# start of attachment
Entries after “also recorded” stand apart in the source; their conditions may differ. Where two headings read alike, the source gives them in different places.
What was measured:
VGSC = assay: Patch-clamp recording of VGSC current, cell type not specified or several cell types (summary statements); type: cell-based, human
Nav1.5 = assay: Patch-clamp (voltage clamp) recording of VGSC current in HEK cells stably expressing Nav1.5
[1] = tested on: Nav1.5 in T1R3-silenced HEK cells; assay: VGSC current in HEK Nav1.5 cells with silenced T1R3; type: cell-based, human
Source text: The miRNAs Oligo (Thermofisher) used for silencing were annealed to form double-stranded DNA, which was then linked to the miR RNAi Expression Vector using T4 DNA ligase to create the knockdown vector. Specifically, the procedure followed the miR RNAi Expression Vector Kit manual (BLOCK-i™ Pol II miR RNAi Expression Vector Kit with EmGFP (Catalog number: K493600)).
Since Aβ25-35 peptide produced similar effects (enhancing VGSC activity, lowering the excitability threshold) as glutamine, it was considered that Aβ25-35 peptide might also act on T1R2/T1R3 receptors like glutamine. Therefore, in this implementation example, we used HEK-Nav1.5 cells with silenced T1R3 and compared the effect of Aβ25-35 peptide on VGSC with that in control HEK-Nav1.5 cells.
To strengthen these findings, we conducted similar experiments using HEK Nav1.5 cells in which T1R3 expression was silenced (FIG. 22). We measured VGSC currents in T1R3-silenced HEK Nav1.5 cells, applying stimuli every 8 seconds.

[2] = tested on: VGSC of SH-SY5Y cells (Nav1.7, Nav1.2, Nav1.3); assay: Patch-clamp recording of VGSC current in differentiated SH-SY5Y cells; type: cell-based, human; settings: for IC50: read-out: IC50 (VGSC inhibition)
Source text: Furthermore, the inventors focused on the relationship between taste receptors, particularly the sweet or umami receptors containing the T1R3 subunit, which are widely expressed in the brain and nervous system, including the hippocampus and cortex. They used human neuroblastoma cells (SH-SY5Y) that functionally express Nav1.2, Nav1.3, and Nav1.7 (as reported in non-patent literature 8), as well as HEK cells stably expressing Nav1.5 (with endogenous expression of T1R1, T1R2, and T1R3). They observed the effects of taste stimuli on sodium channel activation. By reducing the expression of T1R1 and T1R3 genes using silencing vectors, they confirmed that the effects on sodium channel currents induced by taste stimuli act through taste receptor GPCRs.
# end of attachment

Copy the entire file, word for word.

Entries after “also recorded” stand apart in the source; their conditions may differ. Where two headings read alike, the source gives them in different places.
What was measured:
VGSC = assay: Patch-clamp recording of VGSC current, cell type not specified or several cell types (summary statements); type: cell-based, human
Nav1.5 = assay: Patch-clamp (voltage clamp) recording of VGSC current in HEK cells stably expressing Nav1.5
[1] = tested on: Nav1.5 in T1R3-silenced HEK cells; assay: VGSC current in HEK Nav1.5 cells with silenced T1R3; type: cell-based, human
Source text: The miRNAs Oligo (Thermofisher) used for silencing were annealed to form double-stranded DNA, which was then linked to the miR RNAi Expression Vector using T4 DNA ligase to create the knockdown vector. Specifically, the procedure followed the miR RNAi Expression Vector Kit manual (BLOCK-i™ Pol II miR RNAi Expression Vector Kit with EmGFP (Catalog number: K493600)).
Since Aβ25-35 peptide produced similar effects (enhancing VGSC activity, lowering the excitability threshold) as glutamine, it was considered that Aβ25-35 peptide might also act on T1R2/T1R3 receptors like glutamine. Therefore, in this implementation example, we used HEK-Nav1.5 cells with silenced T1R3 and compared the effect of Aβ25-35 peptide on VGSC with that in control HEK-Nav1.5 cells.
To strengthen these findings, we conducted similar experiments using HEK Nav1.5 cells in which T1R3 expression was silenced (FIG. 22). We measured VGSC currents in T1R3-silenced HEK Nav1.5 cells, applying stimuli every 8 seconds.

[2] = tested on: VGSC of SH-SY5Y cells (Nav1.7, Nav1.2, Nav1.3); assay: Patch-clamp recording of VGSC current in differentiated SH-SY5Y cells; type: cell-based, human; settings: for IC50: read-out: IC50 (VGSC inhibition)
Source text: Furthermore, the inventors focused on the relationship between taste receptors, particularly the sweet or umami receptors containing the T1R3 subunit, which are widely expressed in the brain and nervous system, including the hippocampus and cortex. They used human neuroblastoma cells (SH-SY5Y) that functionally express Nav1.2, Nav1.3, and Nav1.7 (as reported in non-patent literature 8), as well as HEK cells stably expressing Nav1.5 (with endogenous expression of T1R1, T1R2, and T1R3). They observed the effects of taste stimuli on sodium channel activation. By reducing the expression of T1R1 and T1R3 genes using silencing vectors, they confirmed that the effects on sodium channel currents induced by taste stimuli act through taste receptor GPCRs.